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LG's G Pad 8.3 has the build quality to compete with the iPad mini, but not the apps

LG's G Pad 8.3 has the build quality to compete with the iPad mini, but not the apps


Well designed and executed, but not yet a compelling purchase

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LG has traditionally kept a low profile during the annual IFA show in Berlin, but this year it's introducing a big new product in its Android portfolio: the G Pad 8.3. The company couldn't contain itself and already fully detailed the spec sheet of its new 8.3-inch slate, which marks its return to the Android tablet market. There's an aluminum back cover, a Snapdragon 600 processor and a quite handsome 1920 x 1200 display to woo potential buyers, though I must warn that the G Pad 8.3 suffers from the same issue that plagues every other Android tablet: a shortage of worthwhile apps exploiting the form factor.

Physically, the G Pad 8.3 is a nice and compact device, with a rigid build quality that far exceeds the company's typically plastic-heavy smartphone offerings. The aluminum cover wraps around most of the back and sides, with white plastic inserts on the lighter model and black ones on the dark option. 8.3 inches is not an accidental screen size: LG went to great lengths to research the average hand size in Korea, and has come up with the biggest possible screen size for what it believes is the maximum width (127.29mm) for a single-hand device. The bezel on the side of the screen is 7.2mm, as thin as LG could make it, while the thickness of the new G Pad is 8.3mm, again the best the company could achieve while hitting its other design goals.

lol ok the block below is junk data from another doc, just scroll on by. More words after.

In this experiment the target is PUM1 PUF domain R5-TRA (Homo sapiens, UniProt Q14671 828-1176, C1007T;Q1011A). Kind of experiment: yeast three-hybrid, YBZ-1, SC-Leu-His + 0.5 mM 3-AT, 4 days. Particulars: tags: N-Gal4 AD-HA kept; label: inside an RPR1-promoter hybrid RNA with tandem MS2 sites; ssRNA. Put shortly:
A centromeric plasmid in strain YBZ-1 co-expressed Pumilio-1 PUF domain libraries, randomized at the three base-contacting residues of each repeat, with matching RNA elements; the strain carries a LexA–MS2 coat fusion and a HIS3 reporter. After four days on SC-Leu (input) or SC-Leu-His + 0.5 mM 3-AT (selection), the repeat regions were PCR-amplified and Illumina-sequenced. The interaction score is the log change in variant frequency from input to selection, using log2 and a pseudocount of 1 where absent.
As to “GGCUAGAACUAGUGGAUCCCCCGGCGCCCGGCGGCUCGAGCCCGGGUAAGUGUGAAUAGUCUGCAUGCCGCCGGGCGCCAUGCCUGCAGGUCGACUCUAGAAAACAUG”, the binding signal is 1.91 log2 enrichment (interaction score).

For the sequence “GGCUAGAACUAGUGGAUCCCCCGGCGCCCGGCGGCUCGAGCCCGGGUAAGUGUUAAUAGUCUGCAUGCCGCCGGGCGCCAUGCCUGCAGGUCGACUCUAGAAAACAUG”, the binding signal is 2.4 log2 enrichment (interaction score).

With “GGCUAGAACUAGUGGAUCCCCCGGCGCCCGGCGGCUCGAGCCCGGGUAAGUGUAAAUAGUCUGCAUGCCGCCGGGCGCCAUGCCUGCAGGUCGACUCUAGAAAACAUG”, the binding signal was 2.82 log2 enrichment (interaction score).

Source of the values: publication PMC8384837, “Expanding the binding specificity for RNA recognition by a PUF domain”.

LG G Pad 8.3 hands-on gallery


Handling the G Pad side by side with its most obvious competitor, Apple's iPad mini, I find both live up to the billing of being easy to hold in one hand (though obviously not use single-handedly, as you'll notice in the video below). The HD display on LG's G Pad is also much easier on the eyes than the lower-res screen on the mini.

LG has gone to great lengths to add value on the software side, with features like QPair — which hooks up the G Pad to any Android smartphone via Bluetooth and allows you to do things like pick up calls on the tablet — but the ultimate fact remains that the app ecosystem of the iPad and iPad mini remains unrivalled on the tablet space.

LG's return to Android tablets is well executed, but there was a reason the company left in the first place

The G Pad 8.3 is a far cry from the Toshiba Encore we saw earlier today, whose unfinished design, chunky appearance, and oddly flickering screen put us off before we even tried using Windows 8.1 — LG has a much more refined and well-built slate on its hands. Now it just needs the software to make it worth owning.

The third week of September is when LG anticipates it'll have the G Pad 8.3 in Korean stores, to be followed by a wide global rollout, although specifics on a US release date are still "up in the air." It'll happen, LG just doesn't know — nor is it willing to disclose a price just yet.